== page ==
Her farmstead has almost no modern facilities. Water is drawn from a well; there is a sauna for washing up and an outdoor privy. In winter, a huge fireplace provides the only heat. The only concessions to technology are a tin roof, a gas range and a power line that provides electricity for light and a radio. The nearby lake is clean and blissfully quiet. Lithuanians in this part of the country cannot afford motorized boats. On a given day one sees a half-dozen rowboats on the lake with locals fishing for pike and tench (a bony carp-like fish that tastes best pickled). At dusk the lake is dotted with campfires and reverberates with the sounds of folk songs about love, war and the harvest cycles sung by the locals and their visiting relatives.

For Misiuniene, staying with Stefanija has other advantages. The surrounding woodlands are public property, and every morning she disappears with a couple of baskets in search of wild mushrooms and berries. Depending on the time of year, she gathers currants and raspberries, which she then uses to make preserves for the winter.

Sniuras also abounds with boletus and birch mushrooms. Brone preserves these in brine for later use in meat dishes.

"Mushroom gathering is tricky. Wild mushrooms spring up fastest after a rainfall, but they also spoil quickly. When it's dry, they don't grow as quickly, but they are less prone to being eaten by worms. Right now the moon is in its waning crescent phase, which is not good for mushrooms. This is simple folk wisdom, and there's no scientific explanation, but I can tell you from personal experience that it's true," said Misiuniene.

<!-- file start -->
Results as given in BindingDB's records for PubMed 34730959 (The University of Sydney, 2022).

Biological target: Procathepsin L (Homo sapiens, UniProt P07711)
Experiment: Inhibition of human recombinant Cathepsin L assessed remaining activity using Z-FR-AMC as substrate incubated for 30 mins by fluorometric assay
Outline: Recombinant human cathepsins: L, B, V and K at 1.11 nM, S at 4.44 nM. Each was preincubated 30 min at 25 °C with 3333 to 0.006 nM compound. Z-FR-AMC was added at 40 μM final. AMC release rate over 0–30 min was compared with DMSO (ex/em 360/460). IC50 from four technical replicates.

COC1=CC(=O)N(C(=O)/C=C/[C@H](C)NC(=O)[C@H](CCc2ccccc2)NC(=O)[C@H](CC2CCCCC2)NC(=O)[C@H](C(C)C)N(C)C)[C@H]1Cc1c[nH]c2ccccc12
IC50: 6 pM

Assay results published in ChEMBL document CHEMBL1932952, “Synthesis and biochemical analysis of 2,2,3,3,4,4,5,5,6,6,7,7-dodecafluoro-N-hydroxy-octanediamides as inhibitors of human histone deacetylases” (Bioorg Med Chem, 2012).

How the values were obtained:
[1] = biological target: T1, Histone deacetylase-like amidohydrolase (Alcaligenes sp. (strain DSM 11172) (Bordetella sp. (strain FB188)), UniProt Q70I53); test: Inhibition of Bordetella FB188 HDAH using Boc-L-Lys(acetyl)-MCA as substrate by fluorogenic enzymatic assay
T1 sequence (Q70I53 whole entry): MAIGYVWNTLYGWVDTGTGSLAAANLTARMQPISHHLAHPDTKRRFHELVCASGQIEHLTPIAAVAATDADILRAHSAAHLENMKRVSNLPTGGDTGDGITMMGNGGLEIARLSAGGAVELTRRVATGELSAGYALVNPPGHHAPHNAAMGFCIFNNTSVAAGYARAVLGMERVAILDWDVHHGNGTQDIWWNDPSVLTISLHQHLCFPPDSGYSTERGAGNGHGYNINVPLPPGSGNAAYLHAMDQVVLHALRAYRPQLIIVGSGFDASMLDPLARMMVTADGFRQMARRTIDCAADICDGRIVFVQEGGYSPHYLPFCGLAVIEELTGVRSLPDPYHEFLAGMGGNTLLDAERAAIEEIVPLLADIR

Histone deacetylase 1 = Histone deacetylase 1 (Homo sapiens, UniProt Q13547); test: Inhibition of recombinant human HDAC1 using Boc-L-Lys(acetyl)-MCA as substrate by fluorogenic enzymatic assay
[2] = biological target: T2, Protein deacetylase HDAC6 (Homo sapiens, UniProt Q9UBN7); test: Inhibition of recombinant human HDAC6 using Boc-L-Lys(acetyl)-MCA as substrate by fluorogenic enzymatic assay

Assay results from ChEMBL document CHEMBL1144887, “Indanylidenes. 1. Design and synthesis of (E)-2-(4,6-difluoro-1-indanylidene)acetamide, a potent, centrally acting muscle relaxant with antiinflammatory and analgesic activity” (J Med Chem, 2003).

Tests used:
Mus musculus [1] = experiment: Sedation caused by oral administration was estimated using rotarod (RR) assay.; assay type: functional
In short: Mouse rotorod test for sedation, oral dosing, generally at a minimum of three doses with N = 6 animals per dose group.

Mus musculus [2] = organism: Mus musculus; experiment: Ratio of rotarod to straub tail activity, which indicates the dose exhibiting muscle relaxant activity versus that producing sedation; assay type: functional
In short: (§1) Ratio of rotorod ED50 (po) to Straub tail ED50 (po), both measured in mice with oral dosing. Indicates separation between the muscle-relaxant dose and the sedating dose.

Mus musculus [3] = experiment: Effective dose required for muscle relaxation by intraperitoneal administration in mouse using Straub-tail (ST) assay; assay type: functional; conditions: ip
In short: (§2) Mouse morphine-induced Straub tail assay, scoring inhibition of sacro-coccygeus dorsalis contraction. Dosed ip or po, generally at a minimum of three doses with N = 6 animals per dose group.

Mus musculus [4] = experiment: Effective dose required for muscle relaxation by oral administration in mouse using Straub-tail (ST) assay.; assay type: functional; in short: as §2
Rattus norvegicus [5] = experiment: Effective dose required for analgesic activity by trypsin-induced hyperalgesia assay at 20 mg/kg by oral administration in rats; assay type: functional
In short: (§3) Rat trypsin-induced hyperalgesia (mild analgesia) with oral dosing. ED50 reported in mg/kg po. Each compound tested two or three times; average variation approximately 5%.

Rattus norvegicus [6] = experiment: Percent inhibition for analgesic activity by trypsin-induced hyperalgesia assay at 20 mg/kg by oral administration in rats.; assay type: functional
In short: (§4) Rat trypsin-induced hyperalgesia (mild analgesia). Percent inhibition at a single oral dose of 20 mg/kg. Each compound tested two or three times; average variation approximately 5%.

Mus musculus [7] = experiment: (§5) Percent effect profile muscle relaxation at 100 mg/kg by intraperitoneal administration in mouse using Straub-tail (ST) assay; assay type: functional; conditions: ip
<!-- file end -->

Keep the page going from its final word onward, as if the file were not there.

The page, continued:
She also chuckles when she occasionally runs across foreigners out gathering mushrooms. "I've seen foreigners gathering the most worm-eaten specimens with huge smiles on their faces. They look for size, not quality," she said.

Medicinal herbs are another reason Misiuniene comes to Sniuras whereStefanija's fields are full of wild herbs.

"I gather and dry them for the winter. There is such an abundance of them that I can take all I want. Babce says there's more than enough for everybody.

Drying the herbs under the sun destroys their medicinal properties.

"Best is to find a breezy place in the shade and let the wind do the job," said Misiuniene.

She gathers wild thyme for coughs and lung ailments. St. John's wart is a naturally mild anti-depressant that is all the rage among natural health practitioners in the West these days but is not a fashionable novelty in these parts. Misiuniene also gathers wormwood - an incredibly bitter herb for treating indigestion and stomach ailments.

Wormwood is actually illegal inmost Western countries, as it contains a supposedly psychotropic drug that leads to madness. The herb is the primary component of the liqueur called Absinthe that was all the rage in Paris cafes in the days of Oscar Wilde. Absinthe is experiencing something of a revival in our day, and many are questioning whether it was the wormwood or simply the imbibing of large quantities of alcohol that caused the madness. Sniuras is not on any road map, and there are no signs pointing the way or even any phone numbers to call. Getting there involves a half-hour drive through dense forests over narrow dirt roads. It is the closest thing to time travel that a Western tourist can experience in Europe.